Ronan Lyons | Personal Website
Ronan Lyons | Personal Website

January 2011

A letter to the Class of 2011, Ireland’s luckiest generation

With the general atmosphere in the country so depressing, the Leaving Cert Class of 2011 could be forgiven for thinking they are a bit unlucky. However, as they get ready to submit their CAO options, a little perspective should reveal that they are incredibly lucky, not just compared to their counterparts who picked courses at the height of the boom, but also compared to pretty much every previous generation. This post reminds the Class of 2011 which has the chance to choose future-proof skills of just how lucky they are. It outlines two key areas, one for those who like numbers, one for those who like words, where Ireland will have huge demand for skills over the coming years. Read more

The Irish Bank Sandwich: Time for the EU to face up to reality

This post looks at the case for allowing the international bondholders of Irish banks to get away scot-free from their responsibilities as lenders and finds it wanting. It outlines the two great excuses that have emerged since the “Great Financial Crisis”, one by borrowers and the other by lenders. Neither rings true in the case of Ireland, a microcosm of the global finance environment over the past ten years. Irish banks stand in the middle of a sandwich between Irish households and international bondholders. Each must pay their price, including bondholders. Read more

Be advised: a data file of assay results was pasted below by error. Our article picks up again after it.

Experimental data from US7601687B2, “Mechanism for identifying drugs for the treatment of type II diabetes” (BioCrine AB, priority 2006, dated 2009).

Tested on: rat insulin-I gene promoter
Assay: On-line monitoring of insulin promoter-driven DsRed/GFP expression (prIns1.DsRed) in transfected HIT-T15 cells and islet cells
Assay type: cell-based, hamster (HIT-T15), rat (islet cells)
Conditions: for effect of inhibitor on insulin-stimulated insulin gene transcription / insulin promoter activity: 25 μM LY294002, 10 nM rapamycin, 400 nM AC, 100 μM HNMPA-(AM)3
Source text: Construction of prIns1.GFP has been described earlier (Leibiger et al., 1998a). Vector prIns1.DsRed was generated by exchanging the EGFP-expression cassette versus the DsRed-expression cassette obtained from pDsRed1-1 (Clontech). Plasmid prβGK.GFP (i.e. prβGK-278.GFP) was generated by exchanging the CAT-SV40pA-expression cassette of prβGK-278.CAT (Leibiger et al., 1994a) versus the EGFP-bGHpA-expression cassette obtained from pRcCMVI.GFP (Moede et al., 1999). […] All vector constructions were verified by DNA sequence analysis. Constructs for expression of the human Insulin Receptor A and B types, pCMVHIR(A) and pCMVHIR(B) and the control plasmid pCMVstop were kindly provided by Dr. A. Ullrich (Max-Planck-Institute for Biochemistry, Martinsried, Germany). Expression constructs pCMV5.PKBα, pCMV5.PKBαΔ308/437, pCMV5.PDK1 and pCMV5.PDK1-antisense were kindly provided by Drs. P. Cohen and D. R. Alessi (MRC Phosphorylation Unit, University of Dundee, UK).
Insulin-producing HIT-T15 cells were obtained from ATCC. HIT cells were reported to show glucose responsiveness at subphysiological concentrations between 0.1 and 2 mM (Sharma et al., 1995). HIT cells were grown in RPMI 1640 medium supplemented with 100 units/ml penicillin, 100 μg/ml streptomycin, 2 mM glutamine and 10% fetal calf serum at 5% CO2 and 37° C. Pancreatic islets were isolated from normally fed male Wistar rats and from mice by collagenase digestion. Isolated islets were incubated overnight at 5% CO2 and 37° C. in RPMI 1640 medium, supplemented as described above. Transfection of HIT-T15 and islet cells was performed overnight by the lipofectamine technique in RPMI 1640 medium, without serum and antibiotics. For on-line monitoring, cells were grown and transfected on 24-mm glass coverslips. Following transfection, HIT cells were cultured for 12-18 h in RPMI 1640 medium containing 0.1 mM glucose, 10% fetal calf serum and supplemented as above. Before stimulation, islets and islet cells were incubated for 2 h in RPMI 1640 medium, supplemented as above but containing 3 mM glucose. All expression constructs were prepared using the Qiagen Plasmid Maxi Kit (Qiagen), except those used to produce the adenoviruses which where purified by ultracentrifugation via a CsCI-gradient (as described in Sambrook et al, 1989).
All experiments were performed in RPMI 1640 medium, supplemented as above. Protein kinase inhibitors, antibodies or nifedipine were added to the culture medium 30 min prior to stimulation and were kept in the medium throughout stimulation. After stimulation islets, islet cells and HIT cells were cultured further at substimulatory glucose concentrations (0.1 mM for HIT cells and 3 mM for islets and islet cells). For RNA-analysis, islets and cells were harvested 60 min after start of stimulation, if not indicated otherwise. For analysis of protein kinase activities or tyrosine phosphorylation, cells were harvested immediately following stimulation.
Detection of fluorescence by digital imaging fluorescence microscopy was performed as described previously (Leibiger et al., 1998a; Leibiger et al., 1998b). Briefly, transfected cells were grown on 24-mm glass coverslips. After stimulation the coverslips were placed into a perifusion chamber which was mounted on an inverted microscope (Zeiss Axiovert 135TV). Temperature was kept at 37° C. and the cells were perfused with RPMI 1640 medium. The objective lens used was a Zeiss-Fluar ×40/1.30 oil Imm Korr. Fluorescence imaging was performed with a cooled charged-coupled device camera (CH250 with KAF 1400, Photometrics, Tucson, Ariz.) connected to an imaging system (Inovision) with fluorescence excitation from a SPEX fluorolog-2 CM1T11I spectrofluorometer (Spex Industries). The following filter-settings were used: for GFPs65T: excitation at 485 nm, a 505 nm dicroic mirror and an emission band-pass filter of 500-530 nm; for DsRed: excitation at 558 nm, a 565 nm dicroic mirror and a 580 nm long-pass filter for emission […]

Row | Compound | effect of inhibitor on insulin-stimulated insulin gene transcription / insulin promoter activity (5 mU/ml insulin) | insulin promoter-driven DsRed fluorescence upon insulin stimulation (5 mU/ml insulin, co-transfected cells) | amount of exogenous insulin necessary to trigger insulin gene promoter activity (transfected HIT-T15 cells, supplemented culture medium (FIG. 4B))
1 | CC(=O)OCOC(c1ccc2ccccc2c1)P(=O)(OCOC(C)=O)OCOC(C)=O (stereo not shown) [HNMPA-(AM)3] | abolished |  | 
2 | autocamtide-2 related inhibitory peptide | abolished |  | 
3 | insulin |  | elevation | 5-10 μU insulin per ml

Eleven reasons to be cheerful

This post outlines 11 reasons to be cheerful about Ireland. The country is not bust, some key sectors – including agriculture and our exporters had a very good 2010, and our tourism sector has got two big thumbs-up for the year ahead. Indeed our service exports are booming, not least thanks to vastly improved cost competitiveness. The IDA continues to find jobs for Ireland, while our spirit of enterprise means we have emerging players in ICT, life sciences and education to be proud of. Read more

2010 marks the end of a single national property market

This post reviews the latest Daft Report, which outlines trends in house prices around Ireland over the course of 2010. In particular, it discusses the end of a single national property market and how the focus should now turn to the different regional markets around Ireland. Some of these, particularly in the cities, look quite close to the adjustment “finishing line”, while others may perhaps be only half way through their adjustment. Read more